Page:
The overarching goal of this project is to develop, validate, and provide a set of standardized quantitative measures of behavioral health and performance (BHP) in individuals and teams across laboratory, analog, field, and spaceflight operational settings. A set of BHP standard measures can be used to quantify and estimate risk, serve as autonomous monitoring tools, and inform operations and countermeasure development. The primary scientific aims of the study is to assess operational feasibility, acceptability, reliability, and validity of multiple individual and team BHP measures in the isolated, confined, and controlled environment of NASA’s Human Exploration Research Analog (HERA) habitat.
This study has the following specific aims:
- Provide a set of BHP standard measurements for investigators to use in proposed projects.
- Enable comparison of multiple missions across space flight analog campaigns to quantify risk using reliable metric-based data.
- Provide database for data-mining and integrative modeling and increase research data quality and transfer to the NASA Life Sciences Data Archive (LSDA).
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Subjects will be asked to complete the BHP Standard Measures at all phases of the mission. This includes a mix of wearable devices for objective behavioral ecology data (actigraphy and sociometric badge) and psychophysiology (heart monitor), objective performance tasks (Cognition and Robotics OnBoard Trainer [ROBoT]), and a variety of subjective self-report surveys assessing a range of individual and team BHP factors including personality, depression, stress, mood, sleep, conflict, performance, and team/social dynamics.: The investigators will evaluate the quantitative responses the various measures as well as post-mission debrief comments and analyze the data to systematically reduce the number of items per measure and reduce the overall number and frequency of measures, leading to a recommended suite of BHP Standard Measures that provides the most construct and predictive validity with minimal time burden.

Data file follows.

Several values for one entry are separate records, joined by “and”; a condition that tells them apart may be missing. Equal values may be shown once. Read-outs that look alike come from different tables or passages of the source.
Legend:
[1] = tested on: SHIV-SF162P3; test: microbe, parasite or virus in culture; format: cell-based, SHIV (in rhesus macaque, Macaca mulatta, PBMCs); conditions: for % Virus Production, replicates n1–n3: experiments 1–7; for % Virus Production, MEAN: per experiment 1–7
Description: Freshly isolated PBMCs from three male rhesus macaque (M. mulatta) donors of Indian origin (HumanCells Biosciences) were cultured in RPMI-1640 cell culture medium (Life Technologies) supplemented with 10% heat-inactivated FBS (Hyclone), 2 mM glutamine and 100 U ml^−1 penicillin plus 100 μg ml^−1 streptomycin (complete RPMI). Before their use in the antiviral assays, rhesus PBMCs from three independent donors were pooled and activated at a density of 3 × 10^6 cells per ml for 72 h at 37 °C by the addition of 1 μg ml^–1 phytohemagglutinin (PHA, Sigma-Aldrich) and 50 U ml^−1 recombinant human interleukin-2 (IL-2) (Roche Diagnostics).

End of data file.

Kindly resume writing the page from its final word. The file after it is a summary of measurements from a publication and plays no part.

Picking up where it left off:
This study is in progress. Results will be available at a later date.